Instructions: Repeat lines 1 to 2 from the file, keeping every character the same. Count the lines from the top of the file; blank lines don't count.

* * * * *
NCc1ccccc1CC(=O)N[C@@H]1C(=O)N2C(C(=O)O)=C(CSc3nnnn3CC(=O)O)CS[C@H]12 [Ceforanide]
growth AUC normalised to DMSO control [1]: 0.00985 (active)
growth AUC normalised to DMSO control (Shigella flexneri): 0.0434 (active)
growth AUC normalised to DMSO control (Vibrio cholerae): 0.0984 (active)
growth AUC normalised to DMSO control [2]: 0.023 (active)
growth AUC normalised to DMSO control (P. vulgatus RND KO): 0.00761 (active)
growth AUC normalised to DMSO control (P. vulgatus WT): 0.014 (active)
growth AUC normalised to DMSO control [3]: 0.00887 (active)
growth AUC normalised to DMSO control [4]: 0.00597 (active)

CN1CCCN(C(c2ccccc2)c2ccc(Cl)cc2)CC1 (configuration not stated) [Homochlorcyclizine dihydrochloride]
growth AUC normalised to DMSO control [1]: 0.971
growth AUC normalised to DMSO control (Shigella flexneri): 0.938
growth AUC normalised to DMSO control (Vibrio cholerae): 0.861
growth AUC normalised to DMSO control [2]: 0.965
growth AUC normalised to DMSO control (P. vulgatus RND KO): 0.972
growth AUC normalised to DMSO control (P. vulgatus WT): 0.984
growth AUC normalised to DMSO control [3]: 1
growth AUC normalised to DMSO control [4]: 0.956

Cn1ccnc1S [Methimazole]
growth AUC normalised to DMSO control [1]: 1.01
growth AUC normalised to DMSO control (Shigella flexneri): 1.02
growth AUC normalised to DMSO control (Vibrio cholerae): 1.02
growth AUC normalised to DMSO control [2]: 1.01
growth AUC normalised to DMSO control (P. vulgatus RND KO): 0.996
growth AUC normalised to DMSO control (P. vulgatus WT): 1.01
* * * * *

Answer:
NCc1ccccc1CC(=O)N[C@@H]1C(=O)N2C(C(=O)O)=C(CSc3nnnn3CC(=O)O)CS[C@H]12 [Ceforanide]
growth AUC normalised to DMSO control [1]: 0.00985 (active)